PRAN/PABL (PRAN Agro Business Limited), a food processor and agribusiness company decided to grow cassava crop for its industrial expansion and needed a volunteer to train the young women entrepreneurs involved in this project. This sounded familiar me, as I was introduced to the production and processing of cassava tubers into gari and tapioca by my mother’s family as a teenager. The transformation of cassava tubers was my mom’s main business for more than sixty years and had enabled her to pay my tuitions. Cassava goods were once staple foods for more than eight hundred million people in Africa, where they were processed and sold by women to make a living till the early 1980s. Thereafter, the disease prone and low yield cassava varieties that had been introduced from South America and cultivated in Africa since the fourteen century were wiped out. Therefore, the improved, disease tolerant and high yield varieties needed to be reinstated in Africa, including Benin (my country of origin). As the Director of Crop Protection Service, I had assumed this task (using multisource funding), essential for the restoration of the agricultural food chain and specifically important to the participation of Beninese women in economic development.
The aim of this assignment was to train Bangladesh women and youths to grow cassava that will be purchased by PRAN/PABL. The tuber part of the plant will be used to make gluten-free starch designated to be transformed into either glucose or flour and used in making juice or in baking industries. Furthermore, starch was vital for the clothing industry that brings in twenty percent (20%) of Bangladesh’s Gross Domestic Product (GDP). So far ninety percent (90%) of this needed starch is imported from Thailand and PRAN/PABL had decided to produce it in situ. Thus, the company installed a starch producing plant, is on its way to building the second one and is pushing to scale up the production of cassava tubers. Fallow and empty lands not suitable to grow other domestic crops, such as rice, are being gradually gradually with cassava crop.
Cassava is not a staple in Bangladesh and may not have been cultivated had not PRAN decided to use it as an industrial crop. PRAN funds the producers by providing the input (seedlings, fertilizer, pesticides and technical assistance) and thereafter purchases the cassava when the crop is mature. The tubers were transformed into starch, glucose and flour. The stems are cut and distributed to all potential producers under the control of PRAN technical staff. Waste derived from tuber peels, chaff from starch processing and leaves cut from the plant are recycled and used to either make organic fertilizer or chicken feed for their chicken farms. It could also further be used to make biogas for cooking and ethanol for cars and buses. All part of cassava plant is put to use in industrial development.
Training on Improved Cassava Production for Youth Entrepreneurship Development was held in Modhupur, Tangail from 11/17 to 11/25/2017 and for four hours on 11/28/2017, at PRAN Headquarter in Dhaka. The first training session involved 32 participants (with 3 women) made of PRAN field staffs and producers-head of cassava grower cooperatives. The Dhaka session was for PRAN/PABL personnel (forty in total) only and was part of their monthly meeting schedule. They were trained in Dhaka using one of the training modules designated to produce semi-mechanized cassava crop. Topics such as the need to use cover crops to lower the cost of weeding control and the introduction of new improved varieties of cassava had been debated after the training session.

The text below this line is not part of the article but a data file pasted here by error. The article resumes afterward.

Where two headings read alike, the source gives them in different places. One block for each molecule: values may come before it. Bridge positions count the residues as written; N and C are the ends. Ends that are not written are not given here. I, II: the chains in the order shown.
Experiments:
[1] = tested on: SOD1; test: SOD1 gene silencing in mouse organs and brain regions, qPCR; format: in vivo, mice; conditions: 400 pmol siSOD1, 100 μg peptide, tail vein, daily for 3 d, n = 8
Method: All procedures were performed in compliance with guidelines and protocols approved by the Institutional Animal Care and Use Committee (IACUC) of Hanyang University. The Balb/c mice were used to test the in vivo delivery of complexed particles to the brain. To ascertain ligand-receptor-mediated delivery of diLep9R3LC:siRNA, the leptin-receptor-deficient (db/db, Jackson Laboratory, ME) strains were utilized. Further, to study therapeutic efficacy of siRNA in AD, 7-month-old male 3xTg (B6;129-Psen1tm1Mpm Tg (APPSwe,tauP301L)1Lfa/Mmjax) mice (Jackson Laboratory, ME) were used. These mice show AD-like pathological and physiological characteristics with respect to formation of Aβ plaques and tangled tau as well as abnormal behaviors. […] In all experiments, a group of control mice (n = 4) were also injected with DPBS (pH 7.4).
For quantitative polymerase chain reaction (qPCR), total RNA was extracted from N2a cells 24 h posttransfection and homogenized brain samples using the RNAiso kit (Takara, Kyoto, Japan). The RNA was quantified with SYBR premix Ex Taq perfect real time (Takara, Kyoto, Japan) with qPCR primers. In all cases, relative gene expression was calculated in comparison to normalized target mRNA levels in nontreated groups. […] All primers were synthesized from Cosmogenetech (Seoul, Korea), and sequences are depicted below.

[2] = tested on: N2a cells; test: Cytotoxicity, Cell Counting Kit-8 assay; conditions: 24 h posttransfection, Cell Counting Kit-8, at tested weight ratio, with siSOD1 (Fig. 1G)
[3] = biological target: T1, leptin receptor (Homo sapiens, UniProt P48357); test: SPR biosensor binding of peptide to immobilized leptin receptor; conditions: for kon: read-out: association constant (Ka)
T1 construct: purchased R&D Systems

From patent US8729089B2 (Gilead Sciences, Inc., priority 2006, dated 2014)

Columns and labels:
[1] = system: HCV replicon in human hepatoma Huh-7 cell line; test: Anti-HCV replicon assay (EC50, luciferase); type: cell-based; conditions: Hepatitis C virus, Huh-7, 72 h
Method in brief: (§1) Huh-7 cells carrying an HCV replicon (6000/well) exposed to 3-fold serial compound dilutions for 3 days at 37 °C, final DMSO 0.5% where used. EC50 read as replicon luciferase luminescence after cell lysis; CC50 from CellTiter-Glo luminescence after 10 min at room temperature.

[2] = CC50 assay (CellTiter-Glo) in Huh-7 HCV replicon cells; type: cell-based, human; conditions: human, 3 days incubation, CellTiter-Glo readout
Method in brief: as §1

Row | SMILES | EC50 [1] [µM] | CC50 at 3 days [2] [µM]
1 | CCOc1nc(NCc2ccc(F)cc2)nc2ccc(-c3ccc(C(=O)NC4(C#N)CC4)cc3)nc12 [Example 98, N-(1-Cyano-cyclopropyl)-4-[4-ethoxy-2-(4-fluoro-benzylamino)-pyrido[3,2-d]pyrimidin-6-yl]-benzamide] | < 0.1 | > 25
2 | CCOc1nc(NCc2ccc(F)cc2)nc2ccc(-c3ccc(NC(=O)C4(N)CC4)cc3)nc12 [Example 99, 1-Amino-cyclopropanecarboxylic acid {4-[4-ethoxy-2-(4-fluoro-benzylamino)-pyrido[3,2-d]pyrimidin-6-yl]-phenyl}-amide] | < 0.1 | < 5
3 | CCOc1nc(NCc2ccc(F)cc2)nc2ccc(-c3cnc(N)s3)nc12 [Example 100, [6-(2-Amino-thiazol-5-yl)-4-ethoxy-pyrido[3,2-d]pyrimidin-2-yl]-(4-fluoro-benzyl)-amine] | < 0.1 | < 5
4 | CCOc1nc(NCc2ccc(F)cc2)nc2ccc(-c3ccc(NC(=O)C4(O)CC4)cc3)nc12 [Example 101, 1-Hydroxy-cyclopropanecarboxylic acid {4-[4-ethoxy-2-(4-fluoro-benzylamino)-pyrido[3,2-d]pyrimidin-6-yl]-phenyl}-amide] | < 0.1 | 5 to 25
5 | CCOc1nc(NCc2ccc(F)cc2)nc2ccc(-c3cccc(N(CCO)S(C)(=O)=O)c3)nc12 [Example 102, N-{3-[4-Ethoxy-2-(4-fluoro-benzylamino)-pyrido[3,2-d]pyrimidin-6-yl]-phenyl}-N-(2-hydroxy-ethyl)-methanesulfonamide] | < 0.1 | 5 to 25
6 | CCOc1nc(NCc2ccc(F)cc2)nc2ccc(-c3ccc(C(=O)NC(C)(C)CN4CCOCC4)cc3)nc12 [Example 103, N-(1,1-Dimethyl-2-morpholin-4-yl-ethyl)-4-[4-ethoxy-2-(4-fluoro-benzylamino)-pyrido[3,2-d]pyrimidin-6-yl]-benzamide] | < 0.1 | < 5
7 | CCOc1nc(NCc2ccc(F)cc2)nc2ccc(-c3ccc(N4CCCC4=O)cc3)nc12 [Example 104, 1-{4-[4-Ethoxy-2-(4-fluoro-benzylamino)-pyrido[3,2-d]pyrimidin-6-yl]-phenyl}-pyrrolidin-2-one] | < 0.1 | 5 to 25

Cassava is becoming the next best thing designated to change Bangladesh farmers’ lives by boosting their income under this special scheme implemented by PRAN. As for now, cassava farming is at low-cost and more profitable because it requires less irrigation, fertilizers and insecticides. It is also less affected by natural calamities. PRAN wants to keep it that way and had organized this training for both farmers-head of cooperative and its staff to avoid the mistake made by Thailand. Industrial production of cassava had become Thailand’s main export and domestic substance since 2009 until the invasion of cassava mealybug and spider mite in 2014. This country is actually losing more than twenty percent of tuber produced and has less suitable seedlings for subsequent production. Cassava production is so secured under PRAN watch that numerous women have decided to join the program.
My main activities were to:
- Visit existing farms to assess the status of cassava production, agricultural practices, problems and potential pests
- Train for four days PRAN staff involved in the cassava outreach program on improved cassava production techniques
- Train for two days cassava producers-heads of cooperatives assisted by PRAN/PABL on improved method to produce cassava crop.
- Underline production techniques aiming to increase the quantity and quality of tubers produced and increase the yield of extracted starch.
- Develop training modules on improved cassava production to be used by PABL and its staff for further trainings
- Emphasis the importance of cassava crop pests and diseases and set up a surveillance unit
I was overwhelmed by the enthusiasm and willingness to learn displayed by the trainees. Cassava is a cash crop that could be grown with no major problems and then easily purchased by PRAN. In addition, tuber collection from farms to the factory was ensured by PRAN. The producers take home more than 7000 Taka/acre. This earnings was predominantly used to acquire new land to increase cassava production. Their concerns about harvesting, weed control and flooding of the field were resolved by recommending: a) a semi-mechanized devise to uproot these tubers easily, b) installation of a suitable cover crop and c) plant cassava on ridges.
I am confident Bangladesh will produce the needed starch for its industry.